Tuesday, October 28, 2008
Few remember her today, but Kentuckian Beulah Annan made national headlines in the 1920s over her controversial murder trial, for which she was eventually acquitted. Many felt strongly that she was guilty and that justice was not served. Others saw her - and still see her - in a more romanticized “Bonnie and Clyde” way.
In a very short period of years, Beulah went through several men and several misadventures. She married her first husband in Owensboro, KY, then divorced him and moved to Chicago and married auto mechanic Albert Annan. She soon began having an ongong affair with a laundromat worker named Harry Kalstedt, and in April 1924, she shot him to death.
Beulah told multiple versions of her story - that she murdered him in cold blood for no reason; that she murdered him because he was leaving her; that Kalstedt tried to rape her and she shot him in self defense; and that he reached for his gun when she told him she was pregnant, so she grabbed it first and shot first. Whichever version is true, what is common to all versions is her admission that instead of calling for help immediately, she sat around drinking cocktails and watching him bleed to death for two hours while playing a 78 record by Sophie Tucker called “Hula Lou” on automatic repeat the entire time.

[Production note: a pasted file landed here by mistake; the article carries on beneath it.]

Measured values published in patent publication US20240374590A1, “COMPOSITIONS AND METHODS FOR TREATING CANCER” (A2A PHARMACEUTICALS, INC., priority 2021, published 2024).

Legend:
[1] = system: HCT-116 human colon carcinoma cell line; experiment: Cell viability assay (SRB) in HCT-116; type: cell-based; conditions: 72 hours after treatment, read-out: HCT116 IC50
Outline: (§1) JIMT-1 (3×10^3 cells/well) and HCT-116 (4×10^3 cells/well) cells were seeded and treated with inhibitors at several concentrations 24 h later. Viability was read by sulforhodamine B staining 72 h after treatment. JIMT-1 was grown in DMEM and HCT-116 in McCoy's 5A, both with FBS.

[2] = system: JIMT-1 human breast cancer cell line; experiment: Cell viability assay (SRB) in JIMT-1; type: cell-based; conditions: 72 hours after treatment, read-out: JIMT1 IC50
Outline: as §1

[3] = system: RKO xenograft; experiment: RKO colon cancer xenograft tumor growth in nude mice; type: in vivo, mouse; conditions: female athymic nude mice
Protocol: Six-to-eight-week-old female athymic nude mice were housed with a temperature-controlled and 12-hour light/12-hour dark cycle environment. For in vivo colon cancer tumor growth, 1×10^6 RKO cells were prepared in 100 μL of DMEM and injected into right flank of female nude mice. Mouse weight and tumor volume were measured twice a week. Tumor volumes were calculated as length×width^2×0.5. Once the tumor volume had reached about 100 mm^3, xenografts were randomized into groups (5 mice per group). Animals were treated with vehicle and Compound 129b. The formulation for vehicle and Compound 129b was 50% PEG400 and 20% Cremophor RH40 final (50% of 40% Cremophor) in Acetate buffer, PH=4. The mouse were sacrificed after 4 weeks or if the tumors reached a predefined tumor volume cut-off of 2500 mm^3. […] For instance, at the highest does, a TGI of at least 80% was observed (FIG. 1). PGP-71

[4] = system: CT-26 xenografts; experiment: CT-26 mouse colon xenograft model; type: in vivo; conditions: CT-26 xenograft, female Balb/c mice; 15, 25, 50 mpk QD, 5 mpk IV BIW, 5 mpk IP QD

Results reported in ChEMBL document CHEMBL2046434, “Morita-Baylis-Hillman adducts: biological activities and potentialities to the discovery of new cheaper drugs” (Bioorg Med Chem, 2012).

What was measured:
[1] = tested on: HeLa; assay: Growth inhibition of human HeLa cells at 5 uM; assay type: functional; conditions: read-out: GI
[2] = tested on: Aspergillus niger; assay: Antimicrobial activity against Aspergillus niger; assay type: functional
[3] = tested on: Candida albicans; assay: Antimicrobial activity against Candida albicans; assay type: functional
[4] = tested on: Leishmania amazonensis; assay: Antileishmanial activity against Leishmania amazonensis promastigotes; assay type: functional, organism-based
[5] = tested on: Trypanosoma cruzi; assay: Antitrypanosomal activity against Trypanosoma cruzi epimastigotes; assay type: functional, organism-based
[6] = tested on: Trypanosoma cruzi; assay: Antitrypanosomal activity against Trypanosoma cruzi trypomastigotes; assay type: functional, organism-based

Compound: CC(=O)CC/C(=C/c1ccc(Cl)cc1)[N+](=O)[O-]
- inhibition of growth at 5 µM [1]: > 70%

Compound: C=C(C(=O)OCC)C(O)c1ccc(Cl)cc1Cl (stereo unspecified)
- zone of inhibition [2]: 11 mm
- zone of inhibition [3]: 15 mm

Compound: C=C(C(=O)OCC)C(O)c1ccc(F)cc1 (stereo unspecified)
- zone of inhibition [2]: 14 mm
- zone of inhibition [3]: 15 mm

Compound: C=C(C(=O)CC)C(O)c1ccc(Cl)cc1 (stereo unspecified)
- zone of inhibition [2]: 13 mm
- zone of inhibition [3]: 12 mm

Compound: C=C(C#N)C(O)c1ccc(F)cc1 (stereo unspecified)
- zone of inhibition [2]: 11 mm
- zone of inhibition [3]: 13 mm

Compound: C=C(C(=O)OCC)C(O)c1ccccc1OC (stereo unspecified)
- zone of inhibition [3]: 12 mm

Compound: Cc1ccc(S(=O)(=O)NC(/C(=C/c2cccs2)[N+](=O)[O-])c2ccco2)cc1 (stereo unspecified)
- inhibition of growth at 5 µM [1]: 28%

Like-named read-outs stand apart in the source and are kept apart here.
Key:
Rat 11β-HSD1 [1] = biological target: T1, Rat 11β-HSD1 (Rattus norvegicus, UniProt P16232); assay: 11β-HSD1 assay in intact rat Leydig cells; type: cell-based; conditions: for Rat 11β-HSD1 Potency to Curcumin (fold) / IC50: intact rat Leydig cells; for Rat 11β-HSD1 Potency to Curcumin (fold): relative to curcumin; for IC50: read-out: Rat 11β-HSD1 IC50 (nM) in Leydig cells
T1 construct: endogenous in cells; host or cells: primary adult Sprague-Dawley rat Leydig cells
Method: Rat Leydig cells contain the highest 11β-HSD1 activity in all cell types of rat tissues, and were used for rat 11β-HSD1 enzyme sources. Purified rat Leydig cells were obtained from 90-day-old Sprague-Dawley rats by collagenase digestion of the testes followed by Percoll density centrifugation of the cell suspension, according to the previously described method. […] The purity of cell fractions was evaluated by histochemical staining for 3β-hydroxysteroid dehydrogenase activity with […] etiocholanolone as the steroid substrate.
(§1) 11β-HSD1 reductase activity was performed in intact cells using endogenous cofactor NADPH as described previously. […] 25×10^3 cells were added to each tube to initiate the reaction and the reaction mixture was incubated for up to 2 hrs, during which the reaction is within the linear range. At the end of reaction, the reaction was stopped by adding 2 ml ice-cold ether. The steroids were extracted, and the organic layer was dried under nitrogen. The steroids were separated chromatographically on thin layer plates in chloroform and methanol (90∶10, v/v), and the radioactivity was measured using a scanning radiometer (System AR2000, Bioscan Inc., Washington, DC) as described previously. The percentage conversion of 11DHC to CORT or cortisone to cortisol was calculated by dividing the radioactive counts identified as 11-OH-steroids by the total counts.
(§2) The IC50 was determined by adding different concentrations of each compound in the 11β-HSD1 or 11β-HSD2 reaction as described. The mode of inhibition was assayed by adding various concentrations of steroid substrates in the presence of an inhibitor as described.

Despite her waffling and inconsistencies, she was ultimately acquitted. It was a decision that shocked and outraged many.
Albert Annan had supported his wife throughout the trial, and nearly bankrupted himself paying her legal fees. And the day after she was freed, she made the announcement that she was leaving him. “He is too slow”, she told the press.
She next fell madly in bed with a boxer with Edward Harlib, whom she married once the divorce from Annan was finalized. Three months later, she divorced Harlib as well, claiming “cruelty” on his part and demanding thousands of dollars in a settlement.
There were a couple other men who crossed Beulah’s erratic path after that, but tuberculosis put an end to her journey. She died in a sanatorium in 1928 and was buried at the Mount Pleasant Cumberland Presbyterian Church Cemetery in Owensboro.
She was fictionalized as “Roxie Hart” in the play and film Chicago by Maurine Dallas Watkins.